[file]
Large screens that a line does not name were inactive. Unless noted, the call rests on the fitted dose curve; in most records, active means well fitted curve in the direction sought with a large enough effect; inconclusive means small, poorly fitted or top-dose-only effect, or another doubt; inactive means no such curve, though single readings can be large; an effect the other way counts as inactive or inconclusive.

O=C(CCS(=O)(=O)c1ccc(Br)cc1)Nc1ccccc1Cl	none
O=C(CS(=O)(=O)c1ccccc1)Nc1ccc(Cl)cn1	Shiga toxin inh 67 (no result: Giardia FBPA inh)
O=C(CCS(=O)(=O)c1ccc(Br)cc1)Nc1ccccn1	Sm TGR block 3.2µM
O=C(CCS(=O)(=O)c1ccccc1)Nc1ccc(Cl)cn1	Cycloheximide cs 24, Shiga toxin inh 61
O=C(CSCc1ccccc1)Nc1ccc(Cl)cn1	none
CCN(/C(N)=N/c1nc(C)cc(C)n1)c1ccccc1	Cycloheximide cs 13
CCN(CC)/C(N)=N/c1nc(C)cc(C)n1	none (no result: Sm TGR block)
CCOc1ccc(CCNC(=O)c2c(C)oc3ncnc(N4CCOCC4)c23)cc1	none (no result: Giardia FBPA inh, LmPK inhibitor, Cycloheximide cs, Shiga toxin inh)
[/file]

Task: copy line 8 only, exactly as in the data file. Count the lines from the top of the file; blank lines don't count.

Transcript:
CCN(CC)/C(N)=N/c1nc(C)cc(C)n1	none (no result: Sm TGR block)